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Patients with untreated ‘white coat’ hypertension twice as likely to die from heart disease


Evelyn Lewin


11/06/2019 2:39:58 PM

New research shines further light on the health risks of what is a common occurrence.

Doctor taking blood pressure
Patients with untreated ‘white coat’ hypertension had a 36% increased risk of heart disease and 33% increased risk of death compared to normotensive patients.

It’s a fairly common scenario.
 
You take a patient’s blood pressure and it’s high.
 
‘I always have high blood pressure when I’m at the doctor,’ the patient says.
 
You give them time to rest before taking another reading.
 
It used to be considered that patients whose blood pressure went up in a doctor’s room were experiencing ‘white coat’ syndrome in response to issues such as anxiety. Such readings were not necessarily seen to be indicative of a patient’s usual blood pressure readings, nor of subsequent risks to their health.
 
However, growing bodies of research continue to point towards the more sinister effects of white coat hypertension.
 
A new systematic review and meta-analysis, published in the Annals of Internal Medicine, found that patients with untreated white coat hypertension not only have a heightened risk of heart disease, but are twice as likely to die from heart disease compared to those with normal blood pressure.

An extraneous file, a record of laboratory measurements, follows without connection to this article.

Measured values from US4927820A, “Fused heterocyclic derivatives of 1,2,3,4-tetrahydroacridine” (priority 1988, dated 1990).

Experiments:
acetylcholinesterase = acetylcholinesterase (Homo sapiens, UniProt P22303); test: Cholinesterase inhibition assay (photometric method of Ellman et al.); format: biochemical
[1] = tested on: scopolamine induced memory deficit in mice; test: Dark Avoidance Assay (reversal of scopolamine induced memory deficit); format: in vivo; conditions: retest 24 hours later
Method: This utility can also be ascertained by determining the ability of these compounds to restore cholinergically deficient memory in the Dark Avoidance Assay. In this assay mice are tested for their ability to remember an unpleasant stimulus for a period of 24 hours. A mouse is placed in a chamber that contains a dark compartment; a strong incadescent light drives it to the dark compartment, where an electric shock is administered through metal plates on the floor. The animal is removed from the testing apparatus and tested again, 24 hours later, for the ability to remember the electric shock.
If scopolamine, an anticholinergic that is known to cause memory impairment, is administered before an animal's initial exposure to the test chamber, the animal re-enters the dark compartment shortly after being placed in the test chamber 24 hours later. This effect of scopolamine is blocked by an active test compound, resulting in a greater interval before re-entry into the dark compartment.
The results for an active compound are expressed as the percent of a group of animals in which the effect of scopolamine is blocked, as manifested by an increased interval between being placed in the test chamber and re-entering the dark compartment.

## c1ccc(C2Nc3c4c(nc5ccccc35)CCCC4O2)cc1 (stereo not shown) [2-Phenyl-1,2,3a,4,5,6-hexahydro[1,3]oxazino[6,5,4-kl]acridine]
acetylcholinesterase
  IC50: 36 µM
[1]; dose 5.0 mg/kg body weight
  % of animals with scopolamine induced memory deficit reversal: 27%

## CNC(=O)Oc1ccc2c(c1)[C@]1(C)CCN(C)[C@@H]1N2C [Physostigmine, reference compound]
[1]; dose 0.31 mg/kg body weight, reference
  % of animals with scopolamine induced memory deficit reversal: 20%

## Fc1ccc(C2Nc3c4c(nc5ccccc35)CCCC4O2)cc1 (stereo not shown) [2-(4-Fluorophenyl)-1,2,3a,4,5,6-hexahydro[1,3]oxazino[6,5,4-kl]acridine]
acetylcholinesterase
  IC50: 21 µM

Meanwhile, patients with white coat hypertension who were taking antihypertensives did not have an increased risk of heart disease or cardiovascular-related death compared to those with normal blood pressure readings.
 
‘Studies suggest that about one in five adults may have white coat hypertension. Our findings underscore the importance of identifying people with this condition,’ lead study author Jordana  Cohen, Assistant Professor in the Division of Renal-Electrolyte and Hypertension and Senior Scholar in the Center for Clinical Epidemiology and Biostatistics, said.
 
‘We believe individuals with isolated in-office hypertension – those who are not taking blood pressure medication – should be closely monitored for transition to sustained hypertension, or elevated blood pressure both at home and the doctor’s office.’